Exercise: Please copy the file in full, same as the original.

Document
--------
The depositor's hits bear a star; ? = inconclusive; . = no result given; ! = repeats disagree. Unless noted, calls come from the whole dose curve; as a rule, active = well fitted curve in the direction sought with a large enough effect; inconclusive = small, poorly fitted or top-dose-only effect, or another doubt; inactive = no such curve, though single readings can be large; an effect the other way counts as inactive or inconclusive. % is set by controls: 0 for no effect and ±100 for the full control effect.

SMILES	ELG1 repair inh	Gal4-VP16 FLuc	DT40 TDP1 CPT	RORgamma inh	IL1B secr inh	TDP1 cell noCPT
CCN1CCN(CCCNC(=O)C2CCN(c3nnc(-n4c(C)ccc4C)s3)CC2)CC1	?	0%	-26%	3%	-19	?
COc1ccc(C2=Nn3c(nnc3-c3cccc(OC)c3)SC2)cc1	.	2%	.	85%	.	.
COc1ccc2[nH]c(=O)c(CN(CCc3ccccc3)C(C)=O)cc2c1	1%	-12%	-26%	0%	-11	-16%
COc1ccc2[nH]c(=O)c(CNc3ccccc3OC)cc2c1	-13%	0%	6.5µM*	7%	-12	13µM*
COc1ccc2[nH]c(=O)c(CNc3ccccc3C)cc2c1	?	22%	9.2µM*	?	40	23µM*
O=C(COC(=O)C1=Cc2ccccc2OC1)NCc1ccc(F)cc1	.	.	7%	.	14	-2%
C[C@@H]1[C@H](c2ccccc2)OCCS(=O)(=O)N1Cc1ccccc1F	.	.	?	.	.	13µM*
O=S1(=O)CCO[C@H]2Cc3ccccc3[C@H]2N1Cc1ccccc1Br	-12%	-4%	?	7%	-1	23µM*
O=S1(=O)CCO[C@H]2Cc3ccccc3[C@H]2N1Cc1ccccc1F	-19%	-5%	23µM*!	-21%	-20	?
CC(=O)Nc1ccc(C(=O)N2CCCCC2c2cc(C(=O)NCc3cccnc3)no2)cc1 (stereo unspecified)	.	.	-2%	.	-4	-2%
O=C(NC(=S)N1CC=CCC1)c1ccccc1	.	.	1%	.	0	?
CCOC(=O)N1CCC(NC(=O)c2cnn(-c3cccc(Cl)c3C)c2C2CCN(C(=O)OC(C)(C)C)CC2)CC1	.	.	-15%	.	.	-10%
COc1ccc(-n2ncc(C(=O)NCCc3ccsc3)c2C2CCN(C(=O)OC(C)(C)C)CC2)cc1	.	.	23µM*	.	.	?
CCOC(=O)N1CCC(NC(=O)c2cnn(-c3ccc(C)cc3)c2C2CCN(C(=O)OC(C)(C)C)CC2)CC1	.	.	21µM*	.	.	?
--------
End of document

The depositor's hits bear a star; ? = inconclusive; . = no result given; ! = repeats disagree. Unless noted, calls come from the whole dose curve; as a rule, active = well fitted curve in the direction sought with a large enough effect; inconclusive = small, poorly fitted or top-dose-only effect, or another doubt; inactive = no such curve, though single readings can be large; an effect the other way counts as inactive or inconclusive. % is set by controls: 0 for no effect and ±100 for the full control effect.

SMILES	ELG1 repair inh	Gal4-VP16 FLuc	DT40 TDP1 CPT	RORgamma inh	IL1B secr inh	TDP1 cell noCPT
CCN1CCN(CCCNC(=O)C2CCN(c3nnc(-n4c(C)ccc4C)s3)CC2)CC1	?	0%	-26%	3%	-19	?
COc1ccc(C2=Nn3c(nnc3-c3cccc(OC)c3)SC2)cc1	.	2%	.	85%	.	.
COc1ccc2[nH]c(=O)c(CN(CCc3ccccc3)C(C)=O)cc2c1	1%	-12%	-26%	0%	-11	-16%
COc1ccc2[nH]c(=O)c(CNc3ccccc3OC)cc2c1	-13%	0%	6.5µM*	7%	-12	13µM*
COc1ccc2[nH]c(=O)c(CNc3ccccc3C)cc2c1	?	22%	9.2µM*	?	40	23µM*
O=C(COC(=O)C1=Cc2ccccc2OC1)NCc1ccc(F)cc1	.	.	7%	.	14	-2%
C[C@@H]1[C@H](c2ccccc2)OCCS(=O)(=O)N1Cc1ccccc1F	.	.	?	.	.	13µM*
O=S1(=O)CCO[C@H]2Cc3ccccc3[C@H]2N1Cc1ccccc1Br	-12%	-4%	?	7%	-1	23µM*
O=S1(=O)CCO[C@H]2Cc3ccccc3[C@H]2N1Cc1ccccc1F	-19%	-5%	23µM*!	-21%	-20	?
CC(=O)Nc1ccc(C(=O)N2CCCCC2c2cc(C(=O)NCc3cccnc3)no2)cc1 (stereo unspecified)	.	.	-2%	.	-4	-2%
O=C(NC(=S)N1CC=CCC1)c1ccccc1	.	.	1%	.	0	?
CCOC(=O)N1CCC(NC(=O)c2cnn(-c3cccc(Cl)c3C)c2C2CCN(C(=O)OC(C)(C)C)CC2)CC1	.	.	-15%	.	.	-10%
COc1ccc(-n2ncc(C(=O)NCCc3ccsc3)c2C2CCN(C(=O)OC(C)(C)C)CC2)cc1	.	.	23µM*	.	.	?
CCOC(=O)N1CCC(NC(=O)c2cnn(-c3ccc(C)cc3)c2C2CCN(C(=O)OC(C)(C)C)CC2)CC1	.	.	21µM*	.	.	?